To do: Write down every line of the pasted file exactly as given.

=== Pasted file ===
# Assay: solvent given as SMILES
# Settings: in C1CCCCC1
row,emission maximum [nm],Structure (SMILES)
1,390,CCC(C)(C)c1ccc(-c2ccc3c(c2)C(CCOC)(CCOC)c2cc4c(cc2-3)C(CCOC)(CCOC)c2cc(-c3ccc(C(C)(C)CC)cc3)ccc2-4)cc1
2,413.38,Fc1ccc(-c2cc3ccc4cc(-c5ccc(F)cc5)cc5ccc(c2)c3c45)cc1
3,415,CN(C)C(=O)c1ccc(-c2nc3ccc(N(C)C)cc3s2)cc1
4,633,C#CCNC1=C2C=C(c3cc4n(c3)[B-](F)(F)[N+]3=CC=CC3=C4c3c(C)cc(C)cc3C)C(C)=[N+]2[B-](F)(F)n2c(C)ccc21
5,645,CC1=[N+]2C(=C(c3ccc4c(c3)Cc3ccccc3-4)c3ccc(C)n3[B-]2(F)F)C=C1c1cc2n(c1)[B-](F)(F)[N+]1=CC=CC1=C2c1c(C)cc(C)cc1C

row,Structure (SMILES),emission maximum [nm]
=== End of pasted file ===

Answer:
# Assay: solvent given as SMILES
# Settings: in C1CCCCC1
row,emission maximum [nm],Structure (SMILES)
1,390,CCC(C)(C)c1ccc(-c2ccc3c(c2)C(CCOC)(CCOC)c2cc4c(cc2-3)C(CCOC)(CCOC)c2cc(-c3ccc(C(C)(C)CC)cc3)ccc2-4)cc1
2,413.38,Fc1ccc(-c2cc3ccc4cc(-c5ccc(F)cc5)cc5ccc(c2)c3c45)cc1
3,415,CN(C)C(=O)c1ccc(-c2nc3ccc(N(C)C)cc3s2)cc1
4,633,C#CCNC1=C2C=C(c3cc4n(c3)[B-](F)(F)[N+]3=CC=CC3=C4c3c(C)cc(C)cc3C)C(C)=[N+]2[B-](F)(F)n2c(C)ccc21
5,645,CC1=[N+]2C(=C(c3ccc4c(c3)Cc3ccccc3-4)c3ccc(C)n3[B-]2(F)F)C=C1c1cc2n(c1)[B-](F)(F)[N+]1=CC=CC1=C2c1c(C)cc(C)cc1C

row,Structure (SMILES),emission maximum [nm]